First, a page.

An important concept throughout this chapter is that of eye coordinates. Eye coordinates are from the viewpoint of the observer, regardless of any transformations that may occur—think of them as “absolute” screen coordinates. Thus, eye coordinates are not real coordinates, but rather represent a virtual fixed coordinate system that is used as a common frame of reference. All of the transformations discussed in this chapter are described in terms of their effects relative to the eye coordinate system.
Figure 7-1 shows the eye coordinate system from two viewpoints. On the left (a), the eye coordinates are represented as seen by the observer of the scene (that is, perpendicular to the monitor). On the right (b), the eye coordinate system is rotated slightly so you can better see the relation of the z-axis. Positive x and y are pointed right and up, respectively, from the viewer’s perspective. Positive z travels away from the origin toward the user, and negative z values travel farther away from the viewpoint into the screen.
When you draw in 3D with OpenGL, you use the Cartesian coordinate system. In the absence of any transformations, the system in use would be identical to the eye coordinate system. All of the various transformations change the current coordinate system with respect to the eye coordinates. This, in essence, is how you move and rotate objects in your scene—by moving and rotating the coordinate system with respect to eye coordinates. Figure 7-2 gives a two-dimensional example of the coordinate system rotated 45? clockwise by eye coordinates. A square plotted on this rotated coordinate system would also appear rotated.
In this chapter you’ll study the methods by which you modify the current coordinate system before drawing your objects. You can even save the state of the current system, do some transformations and drawing, and then restore the state and start over again. By chaining these events, you will be able to place objects all about the scene and in various orientations.
The viewing transformation is the first to be applied to your scene. It is used to determine the vantage point of the scene. By default, the point of observation is at the origin (0,0,0) looking down the negative z-axis (“into” the monitor screen). This point of observation is moved relative to the eye coordinate system to provide a specific vantage point. When the point of observation is located at the origin, then objects drawn with positive z values would be behind the observer.
The viewing transformation allows you to place the point of observation anywhere you want, and looking in any direction. Determining the viewing transformation is like placing and pointing a camera at the scene.
In the scheme of things, the viewing transformation must be specified before any other transformations. This is because it moves the currently working coordinate system in respect to the eye coordinate system. All subsequent transformations then occur based on the newly modified coordinate system. Later you’ll see more easily how this works, when we actually start looking at how to make these transformations.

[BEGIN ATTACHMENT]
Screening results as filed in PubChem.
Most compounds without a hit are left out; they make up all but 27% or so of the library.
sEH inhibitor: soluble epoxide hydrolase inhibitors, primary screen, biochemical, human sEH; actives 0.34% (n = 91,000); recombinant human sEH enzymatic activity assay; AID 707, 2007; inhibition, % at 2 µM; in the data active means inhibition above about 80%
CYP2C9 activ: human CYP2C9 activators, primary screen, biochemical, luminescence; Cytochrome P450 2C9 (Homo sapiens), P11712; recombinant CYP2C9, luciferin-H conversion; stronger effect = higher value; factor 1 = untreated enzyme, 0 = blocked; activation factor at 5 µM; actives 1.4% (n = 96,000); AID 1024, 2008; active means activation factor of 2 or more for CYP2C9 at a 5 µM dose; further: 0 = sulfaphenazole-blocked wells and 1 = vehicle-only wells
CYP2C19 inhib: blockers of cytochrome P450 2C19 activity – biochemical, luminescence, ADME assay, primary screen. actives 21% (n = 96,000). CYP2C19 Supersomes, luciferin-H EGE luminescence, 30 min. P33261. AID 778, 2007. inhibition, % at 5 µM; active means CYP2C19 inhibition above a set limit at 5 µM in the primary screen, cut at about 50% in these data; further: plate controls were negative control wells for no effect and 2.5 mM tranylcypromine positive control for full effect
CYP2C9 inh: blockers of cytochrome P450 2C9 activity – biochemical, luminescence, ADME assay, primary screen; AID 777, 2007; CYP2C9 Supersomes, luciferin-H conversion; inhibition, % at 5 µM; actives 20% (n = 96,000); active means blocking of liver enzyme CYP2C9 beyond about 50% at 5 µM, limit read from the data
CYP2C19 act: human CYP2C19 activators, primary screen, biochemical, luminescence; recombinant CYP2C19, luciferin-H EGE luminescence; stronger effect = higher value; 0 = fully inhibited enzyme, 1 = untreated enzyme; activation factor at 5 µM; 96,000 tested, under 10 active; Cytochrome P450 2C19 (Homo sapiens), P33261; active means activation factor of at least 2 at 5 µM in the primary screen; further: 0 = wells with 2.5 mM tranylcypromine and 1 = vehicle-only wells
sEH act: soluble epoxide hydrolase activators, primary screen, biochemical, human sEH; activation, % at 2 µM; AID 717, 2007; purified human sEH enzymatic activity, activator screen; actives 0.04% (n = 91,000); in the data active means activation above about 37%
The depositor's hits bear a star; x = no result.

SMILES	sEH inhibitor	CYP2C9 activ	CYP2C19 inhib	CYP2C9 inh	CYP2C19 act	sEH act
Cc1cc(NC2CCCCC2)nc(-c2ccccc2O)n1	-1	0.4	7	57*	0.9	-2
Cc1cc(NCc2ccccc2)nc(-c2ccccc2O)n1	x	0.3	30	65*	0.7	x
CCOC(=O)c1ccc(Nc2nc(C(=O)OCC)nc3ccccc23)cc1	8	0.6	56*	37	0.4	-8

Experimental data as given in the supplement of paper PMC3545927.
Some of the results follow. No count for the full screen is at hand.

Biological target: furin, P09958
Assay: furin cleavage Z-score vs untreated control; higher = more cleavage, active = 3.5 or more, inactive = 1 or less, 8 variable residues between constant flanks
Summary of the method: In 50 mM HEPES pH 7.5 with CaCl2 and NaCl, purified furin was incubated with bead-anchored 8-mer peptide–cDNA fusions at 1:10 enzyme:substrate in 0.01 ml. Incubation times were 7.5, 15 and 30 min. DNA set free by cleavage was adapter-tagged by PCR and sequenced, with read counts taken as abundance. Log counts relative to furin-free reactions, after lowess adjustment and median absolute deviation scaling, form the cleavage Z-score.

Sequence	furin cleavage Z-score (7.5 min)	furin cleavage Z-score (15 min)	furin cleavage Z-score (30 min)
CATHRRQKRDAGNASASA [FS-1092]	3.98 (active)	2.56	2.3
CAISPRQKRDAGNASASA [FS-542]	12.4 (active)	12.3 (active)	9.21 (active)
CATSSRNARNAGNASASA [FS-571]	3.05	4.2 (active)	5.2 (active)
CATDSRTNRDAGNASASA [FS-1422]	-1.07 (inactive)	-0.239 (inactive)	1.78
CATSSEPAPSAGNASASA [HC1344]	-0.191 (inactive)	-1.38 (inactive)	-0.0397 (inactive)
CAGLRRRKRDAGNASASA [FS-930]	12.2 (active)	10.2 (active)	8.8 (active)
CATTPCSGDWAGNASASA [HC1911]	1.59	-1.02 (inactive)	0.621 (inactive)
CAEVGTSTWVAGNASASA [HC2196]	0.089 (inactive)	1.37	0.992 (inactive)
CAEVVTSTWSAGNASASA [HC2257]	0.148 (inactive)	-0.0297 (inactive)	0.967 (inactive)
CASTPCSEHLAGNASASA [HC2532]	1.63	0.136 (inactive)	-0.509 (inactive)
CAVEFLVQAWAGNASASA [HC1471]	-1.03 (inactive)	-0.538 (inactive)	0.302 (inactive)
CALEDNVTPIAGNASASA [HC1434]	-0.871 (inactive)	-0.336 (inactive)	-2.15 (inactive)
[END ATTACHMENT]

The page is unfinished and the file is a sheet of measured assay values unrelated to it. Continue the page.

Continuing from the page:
Modeling transformations are used to manipulate your model and the particular objects within it. This transformation moves objects into place, rotates them, and scales them. Figure 7-3 illustrates three modeling transformations that you will apply to your objects. Figure 7-3a shows translation, where an object is moved along a given axis. Figure 7-3b shows a rotation, where an object is rotated about one of the axes. Finally, Figure 7-3c shows the effects of scaling, where the dimensions of the object are increased or decreased by a specified amount. Scaling can occur nonuniformly (the various dimensions can be scaled by different amounts), and this can be used to stretch and shrink objects.
The final appearance of your scene or object can depend greatly on the order in which the modeling transformations are applied. This is particularly true of translation and rotation. Figure 7-4a shows the progression of a square rotated first about the z-axis and then translated down the newly transformed x-axis. In Figure 7-4b, the same square is first translated down the x-axis and then rotated around the z-axis. The difference in the final dispositions of the square occurs because each transformation is performed with respect to the last transformation performed. In Figure 7-4a, the square is rotated with respect to the origin first. In 7-4b, after the square is translated, the rotation is then performed around the newly translated origin.
The viewing and the modeling transformations are, in fact, the same in terms of their internal effects as well as the final appearance of the scene. The distinction between the two is made purely as a convenience for the programmer. There is no real difference between moving an object backward, and moving the reference system forward—as shown in Figure 7-5, the net effect is the same. (You experience this firsthand when you’re sitting in your car at an intersection and you see the car next to you roll forward; it may seem to you that your own car is rolling backwards.). The term “modelview” is used here to indicate that you can think of this transformation either as the modeling transformation, or the viewing transformation, but in fact there is no distinction—thus, it is the modelview transformation.
The viewing transformation, therefore, is essentially nothing but a modeling transformation that you apply to a virtual object (the viewer) before drawing objects. As you will soon see, new transformations are repeatedly specified as you place more and more objects in the scene. The initial transformation provides a reference from which all other transformations are based.